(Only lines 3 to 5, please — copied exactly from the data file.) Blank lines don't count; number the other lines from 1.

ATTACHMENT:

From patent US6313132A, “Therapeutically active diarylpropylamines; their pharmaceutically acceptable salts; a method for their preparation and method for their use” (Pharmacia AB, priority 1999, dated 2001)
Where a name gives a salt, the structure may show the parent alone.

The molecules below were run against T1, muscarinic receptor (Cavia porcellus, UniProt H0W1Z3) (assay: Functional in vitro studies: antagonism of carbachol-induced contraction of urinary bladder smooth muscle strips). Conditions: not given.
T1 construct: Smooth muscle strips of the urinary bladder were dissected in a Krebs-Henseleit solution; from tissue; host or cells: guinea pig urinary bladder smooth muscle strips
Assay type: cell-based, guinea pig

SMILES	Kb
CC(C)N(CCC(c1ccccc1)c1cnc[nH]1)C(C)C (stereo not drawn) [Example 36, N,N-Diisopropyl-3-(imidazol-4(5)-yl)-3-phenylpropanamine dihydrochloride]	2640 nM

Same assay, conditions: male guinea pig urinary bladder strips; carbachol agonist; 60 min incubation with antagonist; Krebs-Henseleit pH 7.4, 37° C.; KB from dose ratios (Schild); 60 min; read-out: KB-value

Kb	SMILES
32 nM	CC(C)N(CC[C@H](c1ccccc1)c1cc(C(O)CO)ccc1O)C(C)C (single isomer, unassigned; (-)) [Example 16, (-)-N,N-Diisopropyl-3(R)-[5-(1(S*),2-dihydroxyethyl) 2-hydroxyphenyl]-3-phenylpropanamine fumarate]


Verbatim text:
The molecules below were run against T1, muscarinic receptor (Cavia porcellus, UniProt H0W1Z3) (assay: Functional in vitro studies: antagonism of carbachol-induced contraction of urinary bladder smooth muscle strips). Conditions: not given.
T1 construct: Smooth muscle strips of the urinary bladder were dissected in a Krebs-Henseleit solution; from tissue; host or cells: guinea pig urinary bladder smooth muscle strips
Assay type: cell-based, guinea pig